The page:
Post-1945 truisms are now suddenly in doubt, as the world’s geopolitical and economic order goes through a sudden change. Rising powers see this as their moment and are acting accordingly.
War in Ukraine has turbocharged the shift, yet the process began a generation ago at the end of the Cold War. To some, the fall of the Soviet Union marked the first stage of the old world’s collapse.
Francis Fukuyama, who announced the “end of history” believing that liberal democracy was the peak of humanity’s ideological development, appears to have been wrong.
Likewise, Samuel Huntington’s ‘Clash of Civilisations’ theory, which posited cultural differences as a significant driver of post-Cold War conflicts, has also collapsed.
War in Ukraine has awakened national fanaticism and all political and economic interests have mobilised against this backdrop. Where once states relied on Nato and the European Union for protection, the expiry of the old world would today give doubt.
A brave new world
China and Russia reject American hegemony and have declared a move toward a new world order. At the summit in Moscow on 21 March 2023, Chinese President Xi Jinping and Russian President Vladimir Putin announced the end of an American-led era.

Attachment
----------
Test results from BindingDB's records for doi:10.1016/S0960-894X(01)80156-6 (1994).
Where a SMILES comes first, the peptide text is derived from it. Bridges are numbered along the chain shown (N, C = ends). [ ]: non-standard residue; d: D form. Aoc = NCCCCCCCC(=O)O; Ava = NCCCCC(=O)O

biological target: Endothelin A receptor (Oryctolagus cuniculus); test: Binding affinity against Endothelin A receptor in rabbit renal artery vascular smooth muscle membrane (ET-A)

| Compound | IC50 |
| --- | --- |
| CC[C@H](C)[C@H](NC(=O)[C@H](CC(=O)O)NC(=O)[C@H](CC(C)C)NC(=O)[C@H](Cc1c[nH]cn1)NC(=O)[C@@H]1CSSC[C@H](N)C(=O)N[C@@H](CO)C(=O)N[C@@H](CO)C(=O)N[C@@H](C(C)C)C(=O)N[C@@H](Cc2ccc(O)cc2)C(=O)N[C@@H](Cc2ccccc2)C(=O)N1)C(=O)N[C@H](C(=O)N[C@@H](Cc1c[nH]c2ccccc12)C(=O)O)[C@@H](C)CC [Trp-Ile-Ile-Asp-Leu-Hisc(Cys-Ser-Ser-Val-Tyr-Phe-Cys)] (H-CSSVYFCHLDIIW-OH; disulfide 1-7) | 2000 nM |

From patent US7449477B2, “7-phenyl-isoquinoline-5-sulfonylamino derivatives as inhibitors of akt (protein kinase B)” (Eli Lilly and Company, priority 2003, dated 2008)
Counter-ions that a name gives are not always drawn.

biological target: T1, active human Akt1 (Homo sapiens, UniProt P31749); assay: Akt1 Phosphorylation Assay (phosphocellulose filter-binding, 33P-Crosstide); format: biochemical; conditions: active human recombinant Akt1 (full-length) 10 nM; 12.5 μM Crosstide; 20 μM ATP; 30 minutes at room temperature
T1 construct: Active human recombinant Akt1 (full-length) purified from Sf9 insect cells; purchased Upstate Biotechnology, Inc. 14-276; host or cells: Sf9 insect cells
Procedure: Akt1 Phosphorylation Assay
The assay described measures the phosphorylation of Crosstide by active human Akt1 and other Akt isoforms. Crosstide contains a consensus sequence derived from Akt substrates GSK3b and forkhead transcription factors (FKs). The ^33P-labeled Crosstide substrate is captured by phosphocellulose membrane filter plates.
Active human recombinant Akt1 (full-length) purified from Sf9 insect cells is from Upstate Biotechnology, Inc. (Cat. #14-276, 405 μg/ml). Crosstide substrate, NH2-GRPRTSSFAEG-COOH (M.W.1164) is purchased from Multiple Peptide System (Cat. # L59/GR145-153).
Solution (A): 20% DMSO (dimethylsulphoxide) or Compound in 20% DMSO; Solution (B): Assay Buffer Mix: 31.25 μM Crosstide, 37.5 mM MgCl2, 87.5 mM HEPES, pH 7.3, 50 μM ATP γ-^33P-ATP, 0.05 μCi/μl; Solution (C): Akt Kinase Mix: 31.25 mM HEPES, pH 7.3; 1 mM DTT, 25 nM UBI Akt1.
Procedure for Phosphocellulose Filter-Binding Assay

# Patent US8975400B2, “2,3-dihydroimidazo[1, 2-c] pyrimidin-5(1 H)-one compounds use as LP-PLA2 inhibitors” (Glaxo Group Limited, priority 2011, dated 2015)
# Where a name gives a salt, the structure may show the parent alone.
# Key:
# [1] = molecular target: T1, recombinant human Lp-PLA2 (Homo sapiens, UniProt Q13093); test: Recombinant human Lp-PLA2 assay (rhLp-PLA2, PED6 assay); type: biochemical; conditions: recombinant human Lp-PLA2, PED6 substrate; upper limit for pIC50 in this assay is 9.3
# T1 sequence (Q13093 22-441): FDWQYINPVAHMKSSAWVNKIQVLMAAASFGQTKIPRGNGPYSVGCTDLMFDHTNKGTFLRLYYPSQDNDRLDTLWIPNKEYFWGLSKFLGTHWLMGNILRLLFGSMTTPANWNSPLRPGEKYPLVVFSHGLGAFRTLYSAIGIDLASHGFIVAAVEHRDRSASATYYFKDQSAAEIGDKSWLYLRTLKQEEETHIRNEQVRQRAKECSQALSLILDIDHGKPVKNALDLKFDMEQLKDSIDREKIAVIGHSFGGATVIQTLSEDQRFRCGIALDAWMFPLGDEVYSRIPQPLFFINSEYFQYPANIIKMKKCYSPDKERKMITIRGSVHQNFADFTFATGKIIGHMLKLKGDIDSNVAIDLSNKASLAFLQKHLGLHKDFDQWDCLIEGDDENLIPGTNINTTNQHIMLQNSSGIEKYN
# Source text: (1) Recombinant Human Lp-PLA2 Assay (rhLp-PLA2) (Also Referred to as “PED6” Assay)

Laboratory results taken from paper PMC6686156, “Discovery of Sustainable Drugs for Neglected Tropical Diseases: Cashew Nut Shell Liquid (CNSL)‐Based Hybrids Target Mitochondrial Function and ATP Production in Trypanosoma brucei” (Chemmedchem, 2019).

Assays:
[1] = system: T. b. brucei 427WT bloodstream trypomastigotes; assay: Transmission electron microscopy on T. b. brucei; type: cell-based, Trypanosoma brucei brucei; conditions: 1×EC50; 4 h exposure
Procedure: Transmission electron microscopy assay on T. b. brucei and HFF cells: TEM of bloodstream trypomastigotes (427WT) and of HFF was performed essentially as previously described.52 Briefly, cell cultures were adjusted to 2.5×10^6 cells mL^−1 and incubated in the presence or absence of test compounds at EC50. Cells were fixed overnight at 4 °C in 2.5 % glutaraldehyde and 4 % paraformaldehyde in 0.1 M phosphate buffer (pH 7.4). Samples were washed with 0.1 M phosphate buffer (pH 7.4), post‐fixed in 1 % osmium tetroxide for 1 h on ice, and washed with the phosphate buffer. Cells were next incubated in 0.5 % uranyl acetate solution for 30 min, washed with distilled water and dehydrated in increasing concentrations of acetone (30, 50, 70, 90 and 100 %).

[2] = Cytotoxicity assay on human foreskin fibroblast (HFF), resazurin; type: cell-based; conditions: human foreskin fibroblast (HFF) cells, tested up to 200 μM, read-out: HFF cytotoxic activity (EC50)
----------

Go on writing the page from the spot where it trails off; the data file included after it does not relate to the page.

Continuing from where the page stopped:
They said the Russia-China relationship had global significance, beyond simply bilateral ties, with President Xi saying they would work towards a multi-polar world that values democratic international relations and rejects the imposition of one country’s values on another.
Russia and China have announced the end of American hegemony and want to 'democratise' international relations with no imposition of values
Additionally, they declared their intention to contribute to the recovery of the global economy, improve the global governance system, and ensure global food and energy security, in what they call a "partnership without borders" which goes beyond bilateral relations.
They are both permanent members of the UN Security Council, as well as the G20, and are founding states of the Shanghai Cooperation Organisation and the BRICS (Brazil, Russia, India, China, and South Africa) group. Through these organisations, they are reshaping the world's economic, political, and security landscapes.
The summit's messaging was clear: reject the hegemony of the West; oppose any push for a new Cold War; work towards a new multi-polar world; and democratise international relations.
The role of Europe
During a meeting between US President Joe Biden and European Commission President Ursula von der Leyen at the White House on 10 March 2023, discussion focused on the Ukraine war and the need for the European Union to take a stronger stance against China.
The US has accused China of providing military assistance to Russia and hopes to persuade the EU to adopt a more uncompromising position, despite China's strong economic ties with countries such as Germany. Von der Leyen said the EU was on the same page and would not diverge from the Western consensus.
The US accuses China of arming Russia and hopes the EU will adopt a more uncompromising position towards Beijing, despite the strong economic ties
At the European Center for Chinese Studies on 1 April 2023, she had words of criticism for China, adding that future EU-China relations would depend on Beijing's position on the war in Ukraine.